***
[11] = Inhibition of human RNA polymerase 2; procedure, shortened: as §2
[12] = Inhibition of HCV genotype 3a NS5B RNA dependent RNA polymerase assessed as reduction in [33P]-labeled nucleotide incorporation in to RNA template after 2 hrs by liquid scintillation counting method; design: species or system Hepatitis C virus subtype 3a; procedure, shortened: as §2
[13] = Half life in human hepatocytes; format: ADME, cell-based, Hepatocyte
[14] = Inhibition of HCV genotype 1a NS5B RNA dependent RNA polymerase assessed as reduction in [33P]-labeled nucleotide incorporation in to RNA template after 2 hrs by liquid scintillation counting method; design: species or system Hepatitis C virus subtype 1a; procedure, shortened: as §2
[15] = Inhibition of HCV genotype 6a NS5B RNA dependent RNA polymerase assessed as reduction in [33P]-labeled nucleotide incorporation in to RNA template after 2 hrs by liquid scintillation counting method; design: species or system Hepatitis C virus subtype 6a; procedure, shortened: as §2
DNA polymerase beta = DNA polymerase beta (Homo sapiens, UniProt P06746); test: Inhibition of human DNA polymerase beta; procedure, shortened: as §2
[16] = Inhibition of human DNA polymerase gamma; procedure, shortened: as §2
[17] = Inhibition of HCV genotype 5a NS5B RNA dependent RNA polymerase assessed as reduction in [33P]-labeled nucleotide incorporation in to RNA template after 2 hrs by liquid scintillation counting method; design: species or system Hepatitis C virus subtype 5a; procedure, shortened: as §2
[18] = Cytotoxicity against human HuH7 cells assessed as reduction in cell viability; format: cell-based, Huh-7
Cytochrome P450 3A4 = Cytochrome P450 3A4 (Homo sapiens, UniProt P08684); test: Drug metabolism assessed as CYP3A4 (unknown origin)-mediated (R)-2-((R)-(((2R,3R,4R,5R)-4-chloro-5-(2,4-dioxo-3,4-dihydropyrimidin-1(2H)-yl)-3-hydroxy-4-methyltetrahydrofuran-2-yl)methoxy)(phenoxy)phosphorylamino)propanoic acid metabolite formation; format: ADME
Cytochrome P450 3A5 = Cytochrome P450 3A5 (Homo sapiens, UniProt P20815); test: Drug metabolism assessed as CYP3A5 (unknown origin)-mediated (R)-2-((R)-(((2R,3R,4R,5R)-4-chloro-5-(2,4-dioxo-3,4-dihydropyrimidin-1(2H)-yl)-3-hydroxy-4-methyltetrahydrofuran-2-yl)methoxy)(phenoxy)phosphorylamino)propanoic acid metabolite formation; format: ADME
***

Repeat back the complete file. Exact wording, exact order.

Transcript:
[11] = Inhibition of human RNA polymerase 2; procedure, shortened: as §2
[12] = Inhibition of HCV genotype 3a NS5B RNA dependent RNA polymerase assessed as reduction in [33P]-labeled nucleotide incorporation in to RNA template after 2 hrs by liquid scintillation counting method; design: species or system Hepatitis C virus subtype 3a; procedure, shortened: as §2
[13] = Half life in human hepatocytes; format: ADME, cell-based, Hepatocyte
[14] = Inhibition of HCV genotype 1a NS5B RNA dependent RNA polymerase assessed as reduction in [33P]-labeled nucleotide incorporation in to RNA template after 2 hrs by liquid scintillation counting method; design: species or system Hepatitis C virus subtype 1a; procedure, shortened: as §2
[15] = Inhibition of HCV genotype 6a NS5B RNA dependent RNA polymerase assessed as reduction in [33P]-labeled nucleotide incorporation in to RNA template after 2 hrs by liquid scintillation counting method; design: species or system Hepatitis C virus subtype 6a; procedure, shortened: as §2
DNA polymerase beta = DNA polymerase beta (Homo sapiens, UniProt P06746); test: Inhibition of human DNA polymerase beta; procedure, shortened: as §2
[16] = Inhibition of human DNA polymerase gamma; procedure, shortened: as §2
[17] = Inhibition of HCV genotype 5a NS5B RNA dependent RNA polymerase assessed as reduction in [33P]-labeled nucleotide incorporation in to RNA template after 2 hrs by liquid scintillation counting method; design: species or system Hepatitis C virus subtype 5a; procedure, shortened: as §2
[18] = Cytotoxicity against human HuH7 cells assessed as reduction in cell viability; format: cell-based, Huh-7
Cytochrome P450 3A4 = Cytochrome P450 3A4 (Homo sapiens, UniProt P08684); test: Drug metabolism assessed as CYP3A4 (unknown origin)-mediated (R)-2-((R)-(((2R,3R,4R,5R)-4-chloro-5-(2,4-dioxo-3,4-dihydropyrimidin-1(2H)-yl)-3-hydroxy-4-methyltetrahydrofuran-2-yl)methoxy)(phenoxy)phosphorylamino)propanoic acid metabolite formation; format: ADME
Cytochrome P450 3A5 = Cytochrome P450 3A5 (Homo sapiens, UniProt P20815); test: Drug metabolism assessed as CYP3A5 (unknown origin)-mediated (R)-2-((R)-(((2R,3R,4R,5R)-4-chloro-5-(2,4-dioxo-3,4-dihydropyrimidin-1(2H)-yl)-3-hydroxy-4-methyltetrahydrofuran-2-yl)methoxy)(phenoxy)phosphorylamino)propanoic acid metabolite formation; format: ADME